sswanb342 wrote on November 30, 2016 at 10:11 pm

Academic elitism at it's finest. Thanks for the ad hom though. Do you really believe you are more intelligent than every single person who voted for Trump?  From which ivory tower do you dispense judgement for the wretched proles?

ForReal wrote on December 02, 2016 at 9:12 pm

Yes. I am clearly too stupid to have that much foresight. I voted for Trump, because that is what dumb people do. Give me a break...

I have two college degrees myself and also work in academia, so screw off. You must be an incredibly kind person though, since your bleeding heart wants to educate the rest of the world on the dime of legal Americans. Good for you. Keep on the good fight resisting the "Trump regime."

ForReal wrote on November 30, 2016 at 10:11 am

I don't understand why so many are up in arms about wanting American universities (or other publically funded social services) to go to legal American citizens. Why should my tax dollars be used to support the education of people that are not legally residing in this country? Why should the university accept students who are not legal American citizens and then turn around and deny admission to thousands of legal Illinois residents? 

I don't think it is racist, bigoted, or anything else to expect that people to follow the laws of this country - which includes obtaining legal permission to be in this country.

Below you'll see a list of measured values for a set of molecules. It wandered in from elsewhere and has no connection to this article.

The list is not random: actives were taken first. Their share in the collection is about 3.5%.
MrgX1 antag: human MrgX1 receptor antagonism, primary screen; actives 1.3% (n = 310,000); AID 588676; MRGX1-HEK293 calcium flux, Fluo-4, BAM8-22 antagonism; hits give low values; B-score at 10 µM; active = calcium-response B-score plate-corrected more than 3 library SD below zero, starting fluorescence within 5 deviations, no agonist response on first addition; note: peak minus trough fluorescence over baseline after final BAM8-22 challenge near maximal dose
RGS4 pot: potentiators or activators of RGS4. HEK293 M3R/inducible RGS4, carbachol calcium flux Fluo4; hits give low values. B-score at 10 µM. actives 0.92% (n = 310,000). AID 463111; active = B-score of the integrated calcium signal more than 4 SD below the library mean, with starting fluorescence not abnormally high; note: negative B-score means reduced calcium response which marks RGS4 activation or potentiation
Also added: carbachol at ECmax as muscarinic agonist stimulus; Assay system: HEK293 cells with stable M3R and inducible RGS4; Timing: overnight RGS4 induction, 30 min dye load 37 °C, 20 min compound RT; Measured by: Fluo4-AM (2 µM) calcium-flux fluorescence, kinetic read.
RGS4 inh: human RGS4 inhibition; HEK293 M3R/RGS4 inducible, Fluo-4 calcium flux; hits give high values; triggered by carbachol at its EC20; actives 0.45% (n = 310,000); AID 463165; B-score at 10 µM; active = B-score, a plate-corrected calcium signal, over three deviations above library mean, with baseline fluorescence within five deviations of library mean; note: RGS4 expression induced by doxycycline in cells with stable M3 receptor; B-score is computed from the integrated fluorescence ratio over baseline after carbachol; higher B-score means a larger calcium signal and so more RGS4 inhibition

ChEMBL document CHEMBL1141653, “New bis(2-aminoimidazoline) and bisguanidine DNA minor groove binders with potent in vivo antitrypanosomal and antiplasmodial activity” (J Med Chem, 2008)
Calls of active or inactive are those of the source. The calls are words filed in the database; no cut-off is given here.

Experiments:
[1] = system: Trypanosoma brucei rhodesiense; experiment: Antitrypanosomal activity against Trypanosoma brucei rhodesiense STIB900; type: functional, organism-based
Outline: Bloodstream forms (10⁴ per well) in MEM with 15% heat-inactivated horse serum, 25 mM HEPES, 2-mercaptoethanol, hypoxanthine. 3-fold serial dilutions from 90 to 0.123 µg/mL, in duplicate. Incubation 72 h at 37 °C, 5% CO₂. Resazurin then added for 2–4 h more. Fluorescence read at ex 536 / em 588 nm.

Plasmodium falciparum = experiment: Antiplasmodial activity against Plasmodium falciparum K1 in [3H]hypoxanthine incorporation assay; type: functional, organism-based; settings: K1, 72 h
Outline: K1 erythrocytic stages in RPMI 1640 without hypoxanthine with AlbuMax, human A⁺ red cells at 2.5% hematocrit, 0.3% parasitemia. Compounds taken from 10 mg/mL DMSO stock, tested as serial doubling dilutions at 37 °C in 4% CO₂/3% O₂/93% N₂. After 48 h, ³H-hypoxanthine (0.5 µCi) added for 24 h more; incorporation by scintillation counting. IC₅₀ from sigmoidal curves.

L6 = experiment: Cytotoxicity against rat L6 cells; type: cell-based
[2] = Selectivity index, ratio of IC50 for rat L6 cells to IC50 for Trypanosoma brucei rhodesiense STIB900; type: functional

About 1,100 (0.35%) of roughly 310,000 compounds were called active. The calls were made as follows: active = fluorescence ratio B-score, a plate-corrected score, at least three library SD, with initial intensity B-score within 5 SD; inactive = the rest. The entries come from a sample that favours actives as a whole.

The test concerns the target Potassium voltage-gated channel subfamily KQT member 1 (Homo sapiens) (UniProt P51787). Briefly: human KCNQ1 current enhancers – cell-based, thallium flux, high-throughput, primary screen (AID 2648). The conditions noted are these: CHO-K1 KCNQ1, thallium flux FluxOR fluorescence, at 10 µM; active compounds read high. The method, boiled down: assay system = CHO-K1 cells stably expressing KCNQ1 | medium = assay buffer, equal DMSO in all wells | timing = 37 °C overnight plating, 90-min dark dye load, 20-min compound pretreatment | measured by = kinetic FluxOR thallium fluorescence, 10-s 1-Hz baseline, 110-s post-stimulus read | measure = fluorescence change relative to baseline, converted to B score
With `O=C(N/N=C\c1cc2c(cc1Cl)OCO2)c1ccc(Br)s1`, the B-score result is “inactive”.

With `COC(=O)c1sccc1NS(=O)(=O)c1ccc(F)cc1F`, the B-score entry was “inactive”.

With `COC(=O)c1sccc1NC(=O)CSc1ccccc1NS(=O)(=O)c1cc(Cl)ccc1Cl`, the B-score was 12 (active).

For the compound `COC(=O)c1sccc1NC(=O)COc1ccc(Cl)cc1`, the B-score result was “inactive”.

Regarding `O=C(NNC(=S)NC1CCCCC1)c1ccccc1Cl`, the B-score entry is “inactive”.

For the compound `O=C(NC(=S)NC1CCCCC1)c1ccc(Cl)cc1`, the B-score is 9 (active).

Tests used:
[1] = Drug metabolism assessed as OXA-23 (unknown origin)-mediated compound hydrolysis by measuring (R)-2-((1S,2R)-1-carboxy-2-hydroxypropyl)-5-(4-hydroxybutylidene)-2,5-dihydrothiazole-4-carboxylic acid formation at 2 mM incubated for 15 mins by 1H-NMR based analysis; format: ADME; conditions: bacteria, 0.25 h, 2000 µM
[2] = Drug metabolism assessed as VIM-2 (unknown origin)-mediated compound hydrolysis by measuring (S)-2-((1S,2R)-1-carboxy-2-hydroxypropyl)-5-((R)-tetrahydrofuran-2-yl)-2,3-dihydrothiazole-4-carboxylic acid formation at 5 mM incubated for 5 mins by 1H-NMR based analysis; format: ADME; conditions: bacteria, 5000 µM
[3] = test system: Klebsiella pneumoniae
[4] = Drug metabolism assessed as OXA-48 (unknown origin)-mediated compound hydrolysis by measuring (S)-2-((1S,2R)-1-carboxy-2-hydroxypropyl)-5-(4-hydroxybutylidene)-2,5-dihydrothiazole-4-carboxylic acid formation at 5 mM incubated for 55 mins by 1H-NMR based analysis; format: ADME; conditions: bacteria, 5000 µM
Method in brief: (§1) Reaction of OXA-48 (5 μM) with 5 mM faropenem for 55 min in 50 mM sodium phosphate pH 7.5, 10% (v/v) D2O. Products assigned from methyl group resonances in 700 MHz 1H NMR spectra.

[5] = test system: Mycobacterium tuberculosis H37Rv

Citizen1 wrote on November 30, 2016 at 11:11 am

The biggest problem is not targeting universities.  It is the whole "student visa" program at a federal level.  Why, for example, are people on "student visa's" still in the country 15 years later?  Why are time limits on student visa's rarely checked?  Why can't people on "student visa's" be located? 

Citizen1 wrote on November 30, 2016 at 11:11 am

The biggest problem is not targeting universities.  It is the whole "student visa" program at a federal level.  Why, for example, are people on "student visa's" still in the country 15 years later?  Why are time limits on student visa's rarely checked?  Why can't people on "student visa's" be located? 

Rocky7 wrote on November 30, 2016 at 8:11 pm

I respectfuly advise Dr.Jones and the select Senate committee to evaluate the ramifications of such actions for receipt of federal research and other  funding if the campus becomes a sanctuary for illegal immigrants.

robby71 wrote on December 01, 2016 at 8:12 am

For foreign students legally present in the U.S. in an F-1 or J-1 visa status and attending the UI, the university is already obligated to share and regularly report a huge amount of information to the federal government through the SEVIS system about those students. That's not going to change and no ``sanctuary" policy could exempt the UI from that requirement. There is also a huge amount of paperwork involved in getting them those visas approved and issued in the first place. (I originally came to the U.S. on an F-1 visa as a graduate student myself, and eventually became a permanent resident and then a U.S. citizen).

But it would be ironic if, by comparison, for the UI students illegally present in the U.S., the university could withhold all information about them completely from the government...